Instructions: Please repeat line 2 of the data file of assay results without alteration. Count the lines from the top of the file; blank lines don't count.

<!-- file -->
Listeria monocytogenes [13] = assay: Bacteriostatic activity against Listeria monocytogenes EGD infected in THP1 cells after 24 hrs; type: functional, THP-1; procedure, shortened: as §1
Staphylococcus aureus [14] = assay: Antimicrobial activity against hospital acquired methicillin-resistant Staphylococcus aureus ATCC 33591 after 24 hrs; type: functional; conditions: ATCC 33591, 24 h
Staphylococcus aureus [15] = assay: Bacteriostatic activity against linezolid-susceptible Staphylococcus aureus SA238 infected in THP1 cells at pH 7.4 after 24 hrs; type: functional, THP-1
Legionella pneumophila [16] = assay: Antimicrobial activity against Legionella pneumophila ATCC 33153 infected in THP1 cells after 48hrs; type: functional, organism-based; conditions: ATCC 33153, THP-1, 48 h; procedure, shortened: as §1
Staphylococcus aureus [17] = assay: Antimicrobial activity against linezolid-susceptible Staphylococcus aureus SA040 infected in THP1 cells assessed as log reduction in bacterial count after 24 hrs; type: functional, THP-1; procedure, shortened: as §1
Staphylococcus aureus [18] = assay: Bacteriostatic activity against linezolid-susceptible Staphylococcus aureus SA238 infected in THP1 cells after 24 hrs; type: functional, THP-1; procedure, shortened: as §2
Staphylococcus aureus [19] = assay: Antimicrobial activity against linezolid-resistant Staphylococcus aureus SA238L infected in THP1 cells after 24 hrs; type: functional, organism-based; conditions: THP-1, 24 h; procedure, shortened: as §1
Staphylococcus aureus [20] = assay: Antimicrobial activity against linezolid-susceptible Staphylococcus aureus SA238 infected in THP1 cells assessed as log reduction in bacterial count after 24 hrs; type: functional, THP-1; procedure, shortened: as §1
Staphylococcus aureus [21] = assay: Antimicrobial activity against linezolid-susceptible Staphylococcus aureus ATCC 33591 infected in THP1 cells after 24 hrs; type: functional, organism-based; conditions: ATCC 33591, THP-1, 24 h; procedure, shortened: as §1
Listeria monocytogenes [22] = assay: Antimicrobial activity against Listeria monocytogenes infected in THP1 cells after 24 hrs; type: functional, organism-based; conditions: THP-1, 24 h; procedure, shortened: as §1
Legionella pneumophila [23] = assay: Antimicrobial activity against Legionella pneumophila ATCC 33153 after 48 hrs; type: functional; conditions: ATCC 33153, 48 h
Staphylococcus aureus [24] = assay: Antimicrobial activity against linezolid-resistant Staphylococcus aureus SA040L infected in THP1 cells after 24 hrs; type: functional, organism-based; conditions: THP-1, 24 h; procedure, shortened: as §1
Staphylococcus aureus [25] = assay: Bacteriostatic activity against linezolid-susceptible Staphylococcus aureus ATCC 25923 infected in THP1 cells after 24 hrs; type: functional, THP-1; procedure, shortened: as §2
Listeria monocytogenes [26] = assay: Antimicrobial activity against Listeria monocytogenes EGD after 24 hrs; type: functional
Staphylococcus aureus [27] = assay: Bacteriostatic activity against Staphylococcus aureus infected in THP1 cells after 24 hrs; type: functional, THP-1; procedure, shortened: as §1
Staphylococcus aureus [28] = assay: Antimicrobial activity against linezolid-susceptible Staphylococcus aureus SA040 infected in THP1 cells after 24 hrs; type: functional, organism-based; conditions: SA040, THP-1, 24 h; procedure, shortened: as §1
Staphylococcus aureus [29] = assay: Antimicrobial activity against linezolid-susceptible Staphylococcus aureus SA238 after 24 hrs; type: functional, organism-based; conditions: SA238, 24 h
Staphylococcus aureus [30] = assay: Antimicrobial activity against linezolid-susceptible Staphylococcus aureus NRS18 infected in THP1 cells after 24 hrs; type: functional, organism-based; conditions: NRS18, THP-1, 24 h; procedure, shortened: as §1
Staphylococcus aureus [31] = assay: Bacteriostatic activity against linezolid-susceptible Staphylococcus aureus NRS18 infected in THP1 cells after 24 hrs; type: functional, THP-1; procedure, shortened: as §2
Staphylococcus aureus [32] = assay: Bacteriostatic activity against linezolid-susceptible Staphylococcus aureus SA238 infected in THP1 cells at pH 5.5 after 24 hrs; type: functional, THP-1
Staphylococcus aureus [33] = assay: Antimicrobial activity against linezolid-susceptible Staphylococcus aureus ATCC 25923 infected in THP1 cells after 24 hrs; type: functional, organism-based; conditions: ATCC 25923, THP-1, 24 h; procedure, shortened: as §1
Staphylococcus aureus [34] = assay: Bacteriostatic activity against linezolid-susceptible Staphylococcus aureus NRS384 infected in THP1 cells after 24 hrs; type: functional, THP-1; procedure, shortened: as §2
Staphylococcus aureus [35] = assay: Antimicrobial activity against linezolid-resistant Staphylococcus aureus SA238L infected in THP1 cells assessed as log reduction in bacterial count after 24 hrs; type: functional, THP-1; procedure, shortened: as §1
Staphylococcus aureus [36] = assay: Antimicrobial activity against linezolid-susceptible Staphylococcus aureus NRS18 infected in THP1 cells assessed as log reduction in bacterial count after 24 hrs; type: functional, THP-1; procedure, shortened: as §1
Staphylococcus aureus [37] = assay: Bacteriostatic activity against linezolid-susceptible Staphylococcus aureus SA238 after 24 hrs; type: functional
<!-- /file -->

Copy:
Staphylococcus aureus [14] = assay: Antimicrobial activity against hospital acquired methicillin-resistant Staphylococcus aureus ATCC 33591 after 24 hrs; type: functional; conditions: ATCC 33591, 24 h